Intensity-Modulated Radiation Therapy Associated with Reduction in Patient Reported Xerostomia in Head and Neck Cancer Patients
September 28, 2016
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September 28, 2016, 7:45 AM Eastern Time
BOSTON, MA — Radiation therapy is the main treatment modality in the management of head and neck cancer. Due to the close proximity of many important normal structures, radiotherapy can result in severe acute and late toxicities, particularly long-term xerostomia and feeding tube dependency. A pooled analysis of data from NRG Oncology studies RTOG 0129 and 0522 compared intensity-modulated radiotherapy (IMRT) with three-dimensional conformal radiotherapy (3D-CRT) for patients treated for locally advanced head and neck squamous cell carcinoma. The study found that IMRT was associated with significantly reduced xerostomia and feeding tube dependency after treatment, especially in oropharyngeal cancer patients. This trial was presented at the American Society of Radiation Oncology (ASTRO) Annual Meeting in Boston, Massachusetts, September 25-28 and has been named one of the “Best in ASTRO” presentations.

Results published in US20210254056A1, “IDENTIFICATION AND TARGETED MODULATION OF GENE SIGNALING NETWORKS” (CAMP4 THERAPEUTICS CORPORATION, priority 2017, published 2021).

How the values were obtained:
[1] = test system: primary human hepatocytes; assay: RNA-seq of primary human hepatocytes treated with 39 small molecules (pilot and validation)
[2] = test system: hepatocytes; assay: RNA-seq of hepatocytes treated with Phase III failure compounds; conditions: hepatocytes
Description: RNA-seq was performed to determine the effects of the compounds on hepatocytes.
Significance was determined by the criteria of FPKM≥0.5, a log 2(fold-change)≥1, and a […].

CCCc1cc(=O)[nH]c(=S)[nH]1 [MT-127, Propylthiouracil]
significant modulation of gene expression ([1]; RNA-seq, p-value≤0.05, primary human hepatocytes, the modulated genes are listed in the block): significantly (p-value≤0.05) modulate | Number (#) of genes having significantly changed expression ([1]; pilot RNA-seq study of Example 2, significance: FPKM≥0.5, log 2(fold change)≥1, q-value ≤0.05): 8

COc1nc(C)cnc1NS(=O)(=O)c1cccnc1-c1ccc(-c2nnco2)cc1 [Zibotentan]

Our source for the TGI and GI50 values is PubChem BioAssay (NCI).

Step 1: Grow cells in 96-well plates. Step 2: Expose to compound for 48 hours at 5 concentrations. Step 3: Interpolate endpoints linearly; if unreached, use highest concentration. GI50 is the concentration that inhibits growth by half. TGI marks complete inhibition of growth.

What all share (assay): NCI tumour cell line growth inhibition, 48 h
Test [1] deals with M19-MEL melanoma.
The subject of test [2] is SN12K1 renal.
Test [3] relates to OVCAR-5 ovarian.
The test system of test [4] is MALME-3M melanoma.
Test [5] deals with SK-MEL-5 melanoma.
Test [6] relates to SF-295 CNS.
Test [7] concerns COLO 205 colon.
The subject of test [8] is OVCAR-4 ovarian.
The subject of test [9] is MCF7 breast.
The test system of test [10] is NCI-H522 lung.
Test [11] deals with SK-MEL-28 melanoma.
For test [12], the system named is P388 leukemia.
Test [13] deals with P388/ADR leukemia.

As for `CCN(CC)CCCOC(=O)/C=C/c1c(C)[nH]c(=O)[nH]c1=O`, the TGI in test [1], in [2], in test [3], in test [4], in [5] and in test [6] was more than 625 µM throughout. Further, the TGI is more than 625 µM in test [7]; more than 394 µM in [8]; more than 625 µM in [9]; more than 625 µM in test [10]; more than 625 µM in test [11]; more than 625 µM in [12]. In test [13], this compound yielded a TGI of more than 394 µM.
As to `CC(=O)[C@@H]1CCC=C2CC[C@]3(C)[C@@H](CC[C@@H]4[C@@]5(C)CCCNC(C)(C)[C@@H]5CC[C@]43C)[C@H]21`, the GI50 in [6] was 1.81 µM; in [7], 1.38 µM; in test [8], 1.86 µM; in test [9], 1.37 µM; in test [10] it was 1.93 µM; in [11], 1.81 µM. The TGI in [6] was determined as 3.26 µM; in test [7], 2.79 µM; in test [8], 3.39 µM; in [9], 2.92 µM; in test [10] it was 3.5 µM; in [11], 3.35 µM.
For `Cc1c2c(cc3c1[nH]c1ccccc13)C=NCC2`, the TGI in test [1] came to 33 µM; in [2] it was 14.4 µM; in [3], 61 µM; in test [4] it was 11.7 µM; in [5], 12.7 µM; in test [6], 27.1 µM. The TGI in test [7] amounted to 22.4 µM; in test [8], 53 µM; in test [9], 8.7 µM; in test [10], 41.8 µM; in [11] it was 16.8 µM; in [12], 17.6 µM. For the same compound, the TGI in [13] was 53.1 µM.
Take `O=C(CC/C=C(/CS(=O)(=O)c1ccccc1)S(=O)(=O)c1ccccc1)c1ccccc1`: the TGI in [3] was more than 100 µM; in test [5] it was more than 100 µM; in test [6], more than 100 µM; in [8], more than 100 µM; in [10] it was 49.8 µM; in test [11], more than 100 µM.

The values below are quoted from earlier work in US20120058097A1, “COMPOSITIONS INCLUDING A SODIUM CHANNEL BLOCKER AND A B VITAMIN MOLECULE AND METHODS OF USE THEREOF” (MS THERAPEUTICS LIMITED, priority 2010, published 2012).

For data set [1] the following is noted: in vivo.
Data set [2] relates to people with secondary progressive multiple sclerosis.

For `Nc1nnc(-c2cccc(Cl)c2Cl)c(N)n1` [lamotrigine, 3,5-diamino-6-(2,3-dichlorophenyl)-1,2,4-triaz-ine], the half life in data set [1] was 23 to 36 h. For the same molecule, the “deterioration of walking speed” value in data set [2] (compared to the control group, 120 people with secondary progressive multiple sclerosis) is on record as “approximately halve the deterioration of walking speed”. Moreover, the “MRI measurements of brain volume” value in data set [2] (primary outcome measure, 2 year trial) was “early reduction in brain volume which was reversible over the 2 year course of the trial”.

NRG-RTOG 0129: A Phase III Trial of Concurrent Radiation and Chemotherapy (Followed by Surgery for Residual Primary/N2-3 Nodal Disease) for Advanced Head and Neck Carcinomas was designed to compare standard fractionation radiation with concurrent cisplatin to accelerated fractionation by concomitant boost (AFX-C) with concurrent cisplatin. All patients were treated with 3D-CRT. A subsequent study, NRG-RTOG 0522: A Randomized Phase III Trial of Concurrent Accelerated Radiation and Cisplatin Versus Concurrent Accelerated Radiation, Cisplatin, and Cetuximab (C225) [Followed by Surgery for Selected Patients] for Stage III and IV Head and Neck Carcinomas, compared AFX-C with concurrent cisplatin to AFX-C with concurrent cisplatin and cetuximab, in which both IMRT and 3D-CRT were allowed. In the current analysis, patients treated with IMRT in NRG-RTOG 0522 were compared to patients treated with 3D-CRT in both NRG-RTOG 0522 and 0129 to measure toxicities including: acute mucositis, acute dysphagia, xerostomia, and feeding tube dependency. The efficacy endpoints analyzed included: local-regional failure (LRF), progression free survival (PFS), and overall survival (OS).